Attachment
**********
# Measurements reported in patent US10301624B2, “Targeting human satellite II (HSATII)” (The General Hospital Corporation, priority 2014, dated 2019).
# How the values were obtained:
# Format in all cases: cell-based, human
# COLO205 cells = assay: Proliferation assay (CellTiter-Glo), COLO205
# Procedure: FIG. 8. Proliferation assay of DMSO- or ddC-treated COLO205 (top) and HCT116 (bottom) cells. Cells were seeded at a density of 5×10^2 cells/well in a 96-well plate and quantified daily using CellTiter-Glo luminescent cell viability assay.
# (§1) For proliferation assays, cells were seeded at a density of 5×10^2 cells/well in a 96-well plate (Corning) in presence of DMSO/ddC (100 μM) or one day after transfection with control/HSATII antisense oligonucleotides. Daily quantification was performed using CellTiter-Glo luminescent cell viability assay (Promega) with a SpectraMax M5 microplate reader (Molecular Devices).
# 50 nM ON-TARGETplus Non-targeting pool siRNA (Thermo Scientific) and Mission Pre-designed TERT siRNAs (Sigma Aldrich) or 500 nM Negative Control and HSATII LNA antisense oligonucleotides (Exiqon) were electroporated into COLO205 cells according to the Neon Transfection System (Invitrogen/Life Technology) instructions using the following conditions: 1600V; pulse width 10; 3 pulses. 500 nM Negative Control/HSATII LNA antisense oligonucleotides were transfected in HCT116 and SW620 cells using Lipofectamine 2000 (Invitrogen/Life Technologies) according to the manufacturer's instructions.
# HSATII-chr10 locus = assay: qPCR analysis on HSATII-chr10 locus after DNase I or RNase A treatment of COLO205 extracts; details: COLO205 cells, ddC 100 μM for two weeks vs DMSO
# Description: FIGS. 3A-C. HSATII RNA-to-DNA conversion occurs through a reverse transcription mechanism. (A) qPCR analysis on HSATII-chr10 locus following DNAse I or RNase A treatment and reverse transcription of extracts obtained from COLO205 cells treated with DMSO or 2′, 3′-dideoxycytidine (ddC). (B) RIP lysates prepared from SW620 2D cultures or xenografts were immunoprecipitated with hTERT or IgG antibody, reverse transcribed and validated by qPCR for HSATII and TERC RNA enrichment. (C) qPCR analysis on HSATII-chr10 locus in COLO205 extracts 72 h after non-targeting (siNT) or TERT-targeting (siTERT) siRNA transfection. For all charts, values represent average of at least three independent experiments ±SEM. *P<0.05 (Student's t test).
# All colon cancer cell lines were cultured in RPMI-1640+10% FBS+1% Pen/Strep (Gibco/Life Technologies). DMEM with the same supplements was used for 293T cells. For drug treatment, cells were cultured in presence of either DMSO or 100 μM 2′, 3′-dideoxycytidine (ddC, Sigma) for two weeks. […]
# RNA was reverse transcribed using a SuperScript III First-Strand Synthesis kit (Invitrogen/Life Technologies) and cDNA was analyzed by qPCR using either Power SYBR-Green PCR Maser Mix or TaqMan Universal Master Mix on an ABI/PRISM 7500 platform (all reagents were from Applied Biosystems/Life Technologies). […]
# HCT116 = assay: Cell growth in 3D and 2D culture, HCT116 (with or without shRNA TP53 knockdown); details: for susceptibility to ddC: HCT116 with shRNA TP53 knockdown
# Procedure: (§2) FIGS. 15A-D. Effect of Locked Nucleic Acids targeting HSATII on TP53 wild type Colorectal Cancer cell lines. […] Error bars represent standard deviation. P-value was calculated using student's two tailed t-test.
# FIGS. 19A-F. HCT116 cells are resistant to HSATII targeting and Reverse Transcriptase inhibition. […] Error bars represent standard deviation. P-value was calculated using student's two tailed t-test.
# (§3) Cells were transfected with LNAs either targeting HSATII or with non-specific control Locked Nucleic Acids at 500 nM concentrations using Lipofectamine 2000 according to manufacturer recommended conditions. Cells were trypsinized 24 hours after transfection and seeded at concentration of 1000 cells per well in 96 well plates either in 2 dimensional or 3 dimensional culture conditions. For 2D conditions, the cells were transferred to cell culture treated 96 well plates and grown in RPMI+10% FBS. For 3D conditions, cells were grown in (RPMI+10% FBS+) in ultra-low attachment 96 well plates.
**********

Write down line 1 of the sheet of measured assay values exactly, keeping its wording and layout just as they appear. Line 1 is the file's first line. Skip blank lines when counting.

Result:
# Measurements reported in patent US10301624B2, “Targeting human satellite II (HSATII)” (The General Hospital Corporation, priority 2014, dated 2019).